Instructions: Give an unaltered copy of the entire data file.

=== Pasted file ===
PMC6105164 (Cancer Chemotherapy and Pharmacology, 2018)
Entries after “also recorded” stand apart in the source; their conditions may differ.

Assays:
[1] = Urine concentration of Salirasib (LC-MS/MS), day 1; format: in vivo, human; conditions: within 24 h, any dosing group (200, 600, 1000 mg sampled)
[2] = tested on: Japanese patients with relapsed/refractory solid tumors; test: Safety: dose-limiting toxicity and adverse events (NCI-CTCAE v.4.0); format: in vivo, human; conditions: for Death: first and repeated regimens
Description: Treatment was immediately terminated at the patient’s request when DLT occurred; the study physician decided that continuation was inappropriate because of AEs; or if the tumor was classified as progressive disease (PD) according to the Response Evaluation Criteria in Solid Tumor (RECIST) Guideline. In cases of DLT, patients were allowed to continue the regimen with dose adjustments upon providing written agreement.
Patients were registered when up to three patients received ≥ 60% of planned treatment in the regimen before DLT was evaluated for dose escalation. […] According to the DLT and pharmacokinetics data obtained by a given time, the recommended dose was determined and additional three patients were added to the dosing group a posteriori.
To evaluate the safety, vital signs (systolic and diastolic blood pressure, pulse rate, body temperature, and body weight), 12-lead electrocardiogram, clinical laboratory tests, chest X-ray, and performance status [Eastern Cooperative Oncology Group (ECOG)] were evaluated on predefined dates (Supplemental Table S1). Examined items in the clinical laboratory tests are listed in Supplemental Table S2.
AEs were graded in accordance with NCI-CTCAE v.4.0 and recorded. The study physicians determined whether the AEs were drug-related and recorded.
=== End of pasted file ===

PMC6105164 (Cancer Chemotherapy and Pharmacology, 2018)
Entries after “also recorded” stand apart in the source; their conditions may differ.

Assays:
[1] = Urine concentration of Salirasib (LC-MS/MS), day 1; format: in vivo, human; conditions: within 24 h, any dosing group (200, 600, 1000 mg sampled)
[2] = tested on: Japanese patients with relapsed/refractory solid tumors; test: Safety: dose-limiting toxicity and adverse events (NCI-CTCAE v.4.0); format: in vivo, human; conditions: for Death: first and repeated regimens
Description: Treatment was immediately terminated at the patient’s request when DLT occurred; the study physician decided that continuation was inappropriate because of AEs; or if the tumor was classified as progressive disease (PD) according to the Response Evaluation Criteria in Solid Tumor (RECIST) Guideline. In cases of DLT, patients were allowed to continue the regimen with dose adjustments upon providing written agreement.
Patients were registered when up to three patients received ≥ 60% of planned treatment in the regimen before DLT was evaluated for dose escalation. […] According to the DLT and pharmacokinetics data obtained by a given time, the recommended dose was determined and additional three patients were added to the dosing group a posteriori.
To evaluate the safety, vital signs (systolic and diastolic blood pressure, pulse rate, body temperature, and body weight), 12-lead electrocardiogram, clinical laboratory tests, chest X-ray, and performance status [Eastern Cooperative Oncology Group (ECOG)] were evaluated on predefined dates (Supplemental Table S1). Examined items in the clinical laboratory tests are listed in Supplemental Table S2.
AEs were graded in accordance with NCI-CTCAE v.4.0 and recorded. The study physicians determined whether the AEs were drug-related and recorded.